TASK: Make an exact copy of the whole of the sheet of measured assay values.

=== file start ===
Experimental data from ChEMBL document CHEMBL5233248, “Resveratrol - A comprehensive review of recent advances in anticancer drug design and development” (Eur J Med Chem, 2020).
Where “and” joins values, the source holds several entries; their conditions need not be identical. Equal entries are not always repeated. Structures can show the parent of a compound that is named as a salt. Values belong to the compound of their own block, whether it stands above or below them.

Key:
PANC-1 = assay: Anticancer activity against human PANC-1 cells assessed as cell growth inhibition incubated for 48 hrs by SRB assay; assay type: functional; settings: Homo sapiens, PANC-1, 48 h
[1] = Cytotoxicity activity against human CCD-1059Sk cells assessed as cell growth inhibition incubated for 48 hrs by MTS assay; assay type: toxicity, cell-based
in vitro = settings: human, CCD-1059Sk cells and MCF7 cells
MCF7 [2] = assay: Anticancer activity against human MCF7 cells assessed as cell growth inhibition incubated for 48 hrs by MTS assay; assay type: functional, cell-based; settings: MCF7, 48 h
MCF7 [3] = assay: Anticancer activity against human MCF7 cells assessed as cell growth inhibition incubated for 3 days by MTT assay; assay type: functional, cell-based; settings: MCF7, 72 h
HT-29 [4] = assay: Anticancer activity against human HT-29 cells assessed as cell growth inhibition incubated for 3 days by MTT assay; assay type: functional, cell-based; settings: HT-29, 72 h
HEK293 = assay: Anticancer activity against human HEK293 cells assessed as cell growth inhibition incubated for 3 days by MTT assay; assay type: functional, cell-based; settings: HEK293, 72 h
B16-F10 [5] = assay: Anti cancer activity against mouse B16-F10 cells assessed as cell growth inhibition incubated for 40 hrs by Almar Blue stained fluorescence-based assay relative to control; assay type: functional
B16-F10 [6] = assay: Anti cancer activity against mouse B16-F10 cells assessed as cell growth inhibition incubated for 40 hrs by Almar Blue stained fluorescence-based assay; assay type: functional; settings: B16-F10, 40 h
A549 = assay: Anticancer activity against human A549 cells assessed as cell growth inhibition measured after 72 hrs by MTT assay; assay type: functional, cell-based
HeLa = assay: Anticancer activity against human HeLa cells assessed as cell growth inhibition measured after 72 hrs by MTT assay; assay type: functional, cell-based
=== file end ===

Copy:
Experimental data from ChEMBL document CHEMBL5233248, “Resveratrol - A comprehensive review of recent advances in anticancer drug design and development” (Eur J Med Chem, 2020).
Where “and” joins values, the source holds several entries; their conditions need not be identical. Equal entries are not always repeated. Structures can show the parent of a compound that is named as a salt. Values belong to the compound of their own block, whether it stands above or below them.

Key:
PANC-1 = assay: Anticancer activity against human PANC-1 cells assessed as cell growth inhibition incubated for 48 hrs by SRB assay; assay type: functional; settings: Homo sapiens, PANC-1, 48 h
[1] = Cytotoxicity activity against human CCD-1059Sk cells assessed as cell growth inhibition incubated for 48 hrs by MTS assay; assay type: toxicity, cell-based
in vitro = settings: human, CCD-1059Sk cells and MCF7 cells
MCF7 [2] = assay: Anticancer activity against human MCF7 cells assessed as cell growth inhibition incubated for 48 hrs by MTS assay; assay type: functional, cell-based; settings: MCF7, 48 h
MCF7 [3] = assay: Anticancer activity against human MCF7 cells assessed as cell growth inhibition incubated for 3 days by MTT assay; assay type: functional, cell-based; settings: MCF7, 72 h
HT-29 [4] = assay: Anticancer activity against human HT-29 cells assessed as cell growth inhibition incubated for 3 days by MTT assay; assay type: functional, cell-based; settings: HT-29, 72 h
HEK293 = assay: Anticancer activity against human HEK293 cells assessed as cell growth inhibition incubated for 3 days by MTT assay; assay type: functional, cell-based; settings: HEK293, 72 h
B16-F10 [5] = assay: Anti cancer activity against mouse B16-F10 cells assessed as cell growth inhibition incubated for 40 hrs by Almar Blue stained fluorescence-based assay relative to control; assay type: functional
B16-F10 [6] = assay: Anti cancer activity against mouse B16-F10 cells assessed as cell growth inhibition incubated for 40 hrs by Almar Blue stained fluorescence-based assay; assay type: functional; settings: B16-F10, 40 h
A549 = assay: Anticancer activity against human A549 cells assessed as cell growth inhibition measured after 72 hrs by MTT assay; assay type: functional, cell-based
HeLa = assay: Anticancer activity against human HeLa cells assessed as cell growth inhibition measured after 72 hrs by MTT assay; assay type: functional, cell-based